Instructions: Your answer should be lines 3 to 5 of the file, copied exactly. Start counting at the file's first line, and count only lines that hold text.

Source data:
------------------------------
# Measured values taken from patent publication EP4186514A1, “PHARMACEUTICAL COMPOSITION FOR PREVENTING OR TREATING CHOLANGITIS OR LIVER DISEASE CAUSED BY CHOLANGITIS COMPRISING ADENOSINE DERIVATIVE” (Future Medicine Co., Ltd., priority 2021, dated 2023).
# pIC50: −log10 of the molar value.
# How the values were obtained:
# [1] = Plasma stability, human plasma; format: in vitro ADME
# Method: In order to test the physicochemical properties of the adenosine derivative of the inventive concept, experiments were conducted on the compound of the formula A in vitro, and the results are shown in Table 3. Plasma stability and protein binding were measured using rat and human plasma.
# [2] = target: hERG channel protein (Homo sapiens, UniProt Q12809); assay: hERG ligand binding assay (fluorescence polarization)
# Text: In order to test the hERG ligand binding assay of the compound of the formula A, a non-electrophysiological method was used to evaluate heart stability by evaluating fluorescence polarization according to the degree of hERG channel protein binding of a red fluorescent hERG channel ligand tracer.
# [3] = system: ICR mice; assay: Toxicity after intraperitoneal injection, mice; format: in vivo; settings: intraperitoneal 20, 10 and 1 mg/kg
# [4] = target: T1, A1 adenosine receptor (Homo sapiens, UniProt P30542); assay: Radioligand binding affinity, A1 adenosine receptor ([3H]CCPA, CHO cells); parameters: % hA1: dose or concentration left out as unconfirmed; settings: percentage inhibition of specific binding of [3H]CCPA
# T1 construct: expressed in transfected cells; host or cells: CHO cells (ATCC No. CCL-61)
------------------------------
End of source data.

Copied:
# How the values were obtained:
# [1] = Plasma stability, human plasma; format: in vitro ADME
# Method: In order to test the physicochemical properties of the adenosine derivative of the inventive concept, experiments were conducted on the compound of the formula A in vitro, and the results are shown in Table 3. Plasma stability and protein binding were measured using rat and human plasma.